The crowd is wild, the action is frenetic and the ball is sticky. Welcome to the wacky world of handball. It's mid afternoon in the Copper Box stadium and the roar coming out of the stands as Team GB take the floor is deafening. The fans are as raucous as any weekend football crowd but you can bet that for the vast majority of those watching this is the first time they have seen the sport in action.
Hugely popular in the non-English speaking world, handball was virtually unknown inside Britain. But suddenly the nation is in love. For the first time in Olympic history, Britain is fielding both men and women's handball team and we can't get enough.
Today saw the men's third match against Argentina. They lost 21-32 but put up a laudably stubborn resistance for a team that only formed six years ago. Both the men and women's team have been defeated in all their matches so far. The men were roundly beaten 44-15 by defending world champions France, and received a drubbing from Sweden 41-19. The women have lost to both Montenegro and Brazil and will face Angola tomorrow.
But while those matches may look disastrous on paper, no-one ever expected Britain to reach the podium. This is after all the first time we have fielded a professional team. Team GB's aim is to build a squad that might win medals at Rio or beyond. And on the way the British public gets an education in another sport.
Among the newly converted fans was Anita Walker, who travelled in with her family from Sittingbourne, Kent. A keen hockey fan, she managed to snap up tickets to both the hockey and handball during the first release.
“When they tickets came through we were like hockey, yay! Handball, hmmm,” she admits. “We've brought the children. They're not really sure what's going on. But it's fast and exciting, good end to end stuff.”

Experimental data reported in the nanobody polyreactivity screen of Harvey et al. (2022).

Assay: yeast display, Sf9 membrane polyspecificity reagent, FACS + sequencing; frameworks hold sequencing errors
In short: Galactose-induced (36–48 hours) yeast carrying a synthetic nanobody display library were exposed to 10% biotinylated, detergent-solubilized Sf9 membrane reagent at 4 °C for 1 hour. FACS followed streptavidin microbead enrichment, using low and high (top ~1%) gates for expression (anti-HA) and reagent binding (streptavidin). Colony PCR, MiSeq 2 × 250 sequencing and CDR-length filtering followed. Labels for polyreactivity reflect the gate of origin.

The crowd's new found enthusiasm for handball is helped by the fact that the Copperbox stadium where the games take place isn't particularly popular among corporate sponsors. There's a noticeable lack of VIP seating, which gives the stadium the kind of democratic edge that has been so lacking at other venues.
The game itself is frantic, fast and exhausting. Unless they dribble the ball with the hands, players can only take three steps before passing it on and the longest they can hold on to the ball when standing still is three seconds. The play is non-stop and goals are frequent. It's not unusual to see forty goals scored on a single one hour match. A goalie's lot in handball is not a happy one.
The ball, meanwhile, gets noticeably dirtier as the game goes on. To stop it slipping out their hands, players coat it in a sticky resin which rubs off on the floor, clothing and anything else it touches. Every now and then a purple shirted volunteer with a mop is sent on to clear up the mess.
For Britain's handballers, many of whom never even played the sport five years ago, the road has been difficult. They receive no professional pay and their government funding was cut midway through their training at an academy in Denmark. Many have had to take on extra jobs to see them through.
But where they lead, the rest of Britain is beginning to follow. The British Handballing Assocation claims that theirs is the fastest growing sport in Britain. By the end of 2008 10,000 children had been introduced to handball for the first time. That number has increased sixfold to 58,000 while the number of regular players has rocketed from 3,000 five years ago to 9,000.
“People like it because it’s a little different but it also helps that you can get to a fun standard relatively easily,” says Frazer Snowden from the BHA. “It's phenomenally popular pretty much anywhere outside the English speaking world. It's great to see it finally catch on here.”
Speaking to The Independent after the match, former basketball player turned handball letwing Mark Hawkins, described how the crowd's enthusiasm keeps their spirits up. “It's absolutely phenomenal,” he said “It's incredible that so many people love it all the way through. The novelty doesn't seem to be wearing off. We were watching some of the other teams earlier where there was no British interest and the crowd was still going crazy for every hit and every goal. It's phenomenal that the British public are taking to it in this way. It would be nice to be on the back pages for a win but we've just got to keep going.”